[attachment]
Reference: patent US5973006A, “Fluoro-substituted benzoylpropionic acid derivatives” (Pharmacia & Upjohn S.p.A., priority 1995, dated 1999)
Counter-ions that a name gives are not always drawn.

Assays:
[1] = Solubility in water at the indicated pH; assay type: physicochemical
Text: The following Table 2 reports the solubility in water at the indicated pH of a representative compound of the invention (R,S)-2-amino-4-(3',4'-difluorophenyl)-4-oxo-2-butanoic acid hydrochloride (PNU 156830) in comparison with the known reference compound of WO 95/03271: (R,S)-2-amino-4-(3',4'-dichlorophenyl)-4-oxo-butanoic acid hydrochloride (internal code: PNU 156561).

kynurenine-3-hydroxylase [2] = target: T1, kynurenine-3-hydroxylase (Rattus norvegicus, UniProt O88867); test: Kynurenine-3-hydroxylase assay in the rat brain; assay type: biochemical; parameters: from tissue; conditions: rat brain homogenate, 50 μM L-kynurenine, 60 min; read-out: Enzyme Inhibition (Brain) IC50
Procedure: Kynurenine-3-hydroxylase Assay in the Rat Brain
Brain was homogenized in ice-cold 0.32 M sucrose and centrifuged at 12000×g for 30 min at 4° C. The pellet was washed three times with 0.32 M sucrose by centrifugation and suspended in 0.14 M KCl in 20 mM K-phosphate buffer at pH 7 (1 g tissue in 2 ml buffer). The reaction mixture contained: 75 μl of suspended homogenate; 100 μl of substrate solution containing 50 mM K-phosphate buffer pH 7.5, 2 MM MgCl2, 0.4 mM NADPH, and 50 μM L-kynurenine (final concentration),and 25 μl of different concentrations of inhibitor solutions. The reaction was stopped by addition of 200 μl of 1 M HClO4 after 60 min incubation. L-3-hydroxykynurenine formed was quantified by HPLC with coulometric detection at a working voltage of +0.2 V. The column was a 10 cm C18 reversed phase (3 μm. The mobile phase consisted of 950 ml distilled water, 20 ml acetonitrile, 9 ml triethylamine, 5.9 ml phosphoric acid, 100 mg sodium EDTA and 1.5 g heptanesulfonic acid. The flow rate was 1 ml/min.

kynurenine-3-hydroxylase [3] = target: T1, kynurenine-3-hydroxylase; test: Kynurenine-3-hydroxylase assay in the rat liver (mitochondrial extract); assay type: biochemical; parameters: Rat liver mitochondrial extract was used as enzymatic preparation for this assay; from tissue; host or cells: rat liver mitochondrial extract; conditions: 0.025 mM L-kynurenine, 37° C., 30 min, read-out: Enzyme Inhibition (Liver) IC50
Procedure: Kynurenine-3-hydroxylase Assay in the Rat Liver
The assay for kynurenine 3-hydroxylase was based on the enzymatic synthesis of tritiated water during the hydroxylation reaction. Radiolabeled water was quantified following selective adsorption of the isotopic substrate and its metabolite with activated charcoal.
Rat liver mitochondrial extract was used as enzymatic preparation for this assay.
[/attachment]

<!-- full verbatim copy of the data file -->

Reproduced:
Reference: patent US5973006A, “Fluoro-substituted benzoylpropionic acid derivatives” (Pharmacia & Upjohn S.p.A., priority 1995, dated 1999)
Counter-ions that a name gives are not always drawn.

Assays:
[1] = Solubility in water at the indicated pH; assay type: physicochemical
Text: The following Table 2 reports the solubility in water at the indicated pH of a representative compound of the invention (R,S)-2-amino-4-(3',4'-difluorophenyl)-4-oxo-2-butanoic acid hydrochloride (PNU 156830) in comparison with the known reference compound of WO 95/03271: (R,S)-2-amino-4-(3',4'-dichlorophenyl)-4-oxo-butanoic acid hydrochloride (internal code: PNU 156561).

kynurenine-3-hydroxylase [2] = target: T1, kynurenine-3-hydroxylase (Rattus norvegicus, UniProt O88867); test: Kynurenine-3-hydroxylase assay in the rat brain; assay type: biochemical; parameters: from tissue; conditions: rat brain homogenate, 50 μM L-kynurenine, 60 min; read-out: Enzyme Inhibition (Brain) IC50
Procedure: Kynurenine-3-hydroxylase Assay in the Rat Brain
Brain was homogenized in ice-cold 0.32 M sucrose and centrifuged at 12000×g for 30 min at 4° C. The pellet was washed three times with 0.32 M sucrose by centrifugation and suspended in 0.14 M KCl in 20 mM K-phosphate buffer at pH 7 (1 g tissue in 2 ml buffer). The reaction mixture contained: 75 μl of suspended homogenate; 100 μl of substrate solution containing 50 mM K-phosphate buffer pH 7.5, 2 MM MgCl2, 0.4 mM NADPH, and 50 μM L-kynurenine (final concentration),and 25 μl of different concentrations of inhibitor solutions. The reaction was stopped by addition of 200 μl of 1 M HClO4 after 60 min incubation. L-3-hydroxykynurenine formed was quantified by HPLC with coulometric detection at a working voltage of +0.2 V. The column was a 10 cm C18 reversed phase (3 μm. The mobile phase consisted of 950 ml distilled water, 20 ml acetonitrile, 9 ml triethylamine, 5.9 ml phosphoric acid, 100 mg sodium EDTA and 1.5 g heptanesulfonic acid. The flow rate was 1 ml/min.

kynurenine-3-hydroxylase [3] = target: T1, kynurenine-3-hydroxylase; test: Kynurenine-3-hydroxylase assay in the rat liver (mitochondrial extract); assay type: biochemical; parameters: Rat liver mitochondrial extract was used as enzymatic preparation for this assay; from tissue; host or cells: rat liver mitochondrial extract; conditions: 0.025 mM L-kynurenine, 37° C., 30 min, read-out: Enzyme Inhibition (Liver) IC50
Procedure: Kynurenine-3-hydroxylase Assay in the Rat Liver
The assay for kynurenine 3-hydroxylase was based on the enzymatic synthesis of tritiated water during the hydroxylation reaction. Radiolabeled water was quantified following selective adsorption of the isotopic substrate and its metabolite with activated charcoal.
Rat liver mitochondrial extract was used as enzymatic preparation for this assay.